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Ni hao! As many of my previous HKS Xchange visitors to Shanghai have so aptly described the sites and sounds of this city, I wanted to explore a relatively new part of the Shanghai landscape, its parks. Being an avid walker I've been able to wander through many of these wonderful spaces and wanted to share some of what I've seen and learned.
First of all a little history. One of the key components of the General Shanghai Development Plan of 1995 & 2001 was to improve public open-space standards. The desire was to create an extensive park system which would increase the park space of square meters per person from 0.7 to 3.0. This was combined with goals to celebrate cultural artifacts, major infrastructure improvements, and urban reforestation. Seeing as these efforts have only been in force for 20 years, let's look at some of the results.
First up, Gucheng Park. Opened in 2002 at the east end of Renmin Road, this park serves as a connection between the south Bund and Huangpu River and the Shanghai Old Town.
One thing you need to know about parks in China is that you are not allowed on the grass. And not just you. Nobody is. That's just how it is, don't ask me to explain it. The lawn is for looking, not touching. Set one toe out and you'll have the whistle blown and be quickly waved off by the ranger / comrade assigned to that section of park. So just get used to it.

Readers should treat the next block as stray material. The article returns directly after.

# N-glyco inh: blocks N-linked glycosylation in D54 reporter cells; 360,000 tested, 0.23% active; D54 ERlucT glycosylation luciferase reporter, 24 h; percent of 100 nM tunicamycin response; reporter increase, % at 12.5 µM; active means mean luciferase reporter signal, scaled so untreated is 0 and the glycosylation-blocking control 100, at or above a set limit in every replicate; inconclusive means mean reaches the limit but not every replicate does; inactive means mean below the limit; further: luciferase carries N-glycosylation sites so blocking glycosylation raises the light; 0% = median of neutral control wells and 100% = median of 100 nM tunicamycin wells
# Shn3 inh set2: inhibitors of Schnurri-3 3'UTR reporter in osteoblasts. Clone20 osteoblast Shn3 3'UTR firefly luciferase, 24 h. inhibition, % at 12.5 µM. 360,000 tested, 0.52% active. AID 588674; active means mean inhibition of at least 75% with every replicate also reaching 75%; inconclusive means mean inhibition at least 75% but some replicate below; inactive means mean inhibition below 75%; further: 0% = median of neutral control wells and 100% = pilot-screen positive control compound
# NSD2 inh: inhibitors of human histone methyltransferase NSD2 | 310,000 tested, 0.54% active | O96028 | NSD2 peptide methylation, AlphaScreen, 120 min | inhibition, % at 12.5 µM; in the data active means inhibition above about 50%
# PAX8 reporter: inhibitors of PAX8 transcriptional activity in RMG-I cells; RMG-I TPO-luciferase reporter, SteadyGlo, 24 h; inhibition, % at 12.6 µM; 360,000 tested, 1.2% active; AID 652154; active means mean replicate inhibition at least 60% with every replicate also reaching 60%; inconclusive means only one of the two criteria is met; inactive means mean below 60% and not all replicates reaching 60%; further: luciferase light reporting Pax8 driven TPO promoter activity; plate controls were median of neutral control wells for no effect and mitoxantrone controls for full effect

Now, aside from that, one pleasing aspect of Chinese parks is how many of them are segmented. Many of us in the U.S. tend to see parks as a large grassy area with trees and benches at the perimeter. In China, this division into separate areas has the lovely effect that no matter how small the park, it seems bigger for having these separate areas. Gucheng Park is fairly small. Below you can see a large area where local families gather and their children were able to run and skate, enjoying the out doors. Keep in mind that in all of these photos the temperature is a balmy 45 degrees.
In the open green area a feral park cat is enjoying his domain.
An elevated pathway leads to overlook the larger grassy area at the northeast section of the park.
Looking down on the other side of the overlook is a winding walking path encouraging slow meandering.
Other paths lead through a bamboo forest.
One path leads down past the necessary park facilities on the right.
And finally you come to a relaxing patio where you can buy a refreshment and relax or maybe play a game of cards with your neighbors.
All found on 3.88 hectares adjacent to the famous Bund, Old Town, and Yu Gardens. These many small parts add up to more than their sum as they provide a connection to nature and a respite from this busy city for its residents to relax and connect.
Next up, Changshou Park!
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